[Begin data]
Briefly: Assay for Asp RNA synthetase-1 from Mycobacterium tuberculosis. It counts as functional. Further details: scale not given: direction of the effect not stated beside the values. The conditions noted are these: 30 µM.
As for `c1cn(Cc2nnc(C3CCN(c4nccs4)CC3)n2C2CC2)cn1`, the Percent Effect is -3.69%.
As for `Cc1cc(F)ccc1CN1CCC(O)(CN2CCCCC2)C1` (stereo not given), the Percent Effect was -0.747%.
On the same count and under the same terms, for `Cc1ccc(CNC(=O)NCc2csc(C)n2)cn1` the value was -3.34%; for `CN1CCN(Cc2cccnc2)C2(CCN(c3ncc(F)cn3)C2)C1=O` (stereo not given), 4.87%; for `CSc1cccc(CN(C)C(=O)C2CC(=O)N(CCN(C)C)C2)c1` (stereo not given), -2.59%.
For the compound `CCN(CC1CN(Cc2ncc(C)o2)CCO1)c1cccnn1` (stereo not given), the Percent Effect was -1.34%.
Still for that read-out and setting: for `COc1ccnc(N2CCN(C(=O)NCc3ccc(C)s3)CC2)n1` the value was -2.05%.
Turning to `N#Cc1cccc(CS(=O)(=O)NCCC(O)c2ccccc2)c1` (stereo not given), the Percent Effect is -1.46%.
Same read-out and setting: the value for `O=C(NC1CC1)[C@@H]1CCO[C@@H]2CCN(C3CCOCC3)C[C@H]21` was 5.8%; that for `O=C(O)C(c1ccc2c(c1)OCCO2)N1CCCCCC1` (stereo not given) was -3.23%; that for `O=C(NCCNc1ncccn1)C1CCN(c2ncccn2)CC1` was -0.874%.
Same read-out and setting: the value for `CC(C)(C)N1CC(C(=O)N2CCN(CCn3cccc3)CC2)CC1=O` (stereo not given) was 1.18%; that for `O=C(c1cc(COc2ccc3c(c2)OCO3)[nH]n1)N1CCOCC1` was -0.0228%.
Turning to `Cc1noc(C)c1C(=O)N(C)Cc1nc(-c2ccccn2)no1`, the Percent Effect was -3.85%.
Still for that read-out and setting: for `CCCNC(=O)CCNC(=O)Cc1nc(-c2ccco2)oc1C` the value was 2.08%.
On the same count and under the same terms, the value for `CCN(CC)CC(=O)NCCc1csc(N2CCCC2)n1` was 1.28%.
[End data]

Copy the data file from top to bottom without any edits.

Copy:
Briefly: Assay for Asp RNA synthetase-1 from Mycobacterium tuberculosis. It counts as functional. Further details: scale not given: direction of the effect not stated beside the values. The conditions noted are these: 30 µM.
As for `c1cn(Cc2nnc(C3CCN(c4nccs4)CC3)n2C2CC2)cn1`, the Percent Effect is -3.69%.
As for `Cc1cc(F)ccc1CN1CCC(O)(CN2CCCCC2)C1` (stereo not given), the Percent Effect was -0.747%.
On the same count and under the same terms, for `Cc1ccc(CNC(=O)NCc2csc(C)n2)cn1` the value was -3.34%; for `CN1CCN(Cc2cccnc2)C2(CCN(c3ncc(F)cn3)C2)C1=O` (stereo not given), 4.87%; for `CSc1cccc(CN(C)C(=O)C2CC(=O)N(CCN(C)C)C2)c1` (stereo not given), -2.59%.
For the compound `CCN(CC1CN(Cc2ncc(C)o2)CCO1)c1cccnn1` (stereo not given), the Percent Effect was -1.34%.
Still for that read-out and setting: for `COc1ccnc(N2CCN(C(=O)NCc3ccc(C)s3)CC2)n1` the value was -2.05%.
Turning to `N#Cc1cccc(CS(=O)(=O)NCCC(O)c2ccccc2)c1` (stereo not given), the Percent Effect is -1.46%.
Same read-out and setting: the value for `O=C(NC1CC1)[C@@H]1CCO[C@@H]2CCN(C3CCOCC3)C[C@H]21` was 5.8%; that for `O=C(O)C(c1ccc2c(c1)OCCO2)N1CCCCCC1` (stereo not given) was -3.23%; that for `O=C(NCCNc1ncccn1)C1CCN(c2ncccn2)CC1` was -0.874%.
Same read-out and setting: the value for `CC(C)(C)N1CC(C(=O)N2CCN(CCn3cccc3)CC2)CC1=O` (stereo not given) was 1.18%; that for `O=C(c1cc(COc2ccc3c(c2)OCO3)[nH]n1)N1CCOCC1` was -0.0228%.
Turning to `Cc1noc(C)c1C(=O)N(C)Cc1nc(-c2ccccn2)no1`, the Percent Effect was -3.85%.
Still for that read-out and setting: for `CCCNC(=O)CCNC(=O)Cc1nc(-c2ccco2)oc1C` the value was 2.08%.
On the same count and under the same terms, the value for `CCN(CC)CC(=O)NCCc1csc(N2CCCC2)n1` was 1.28%.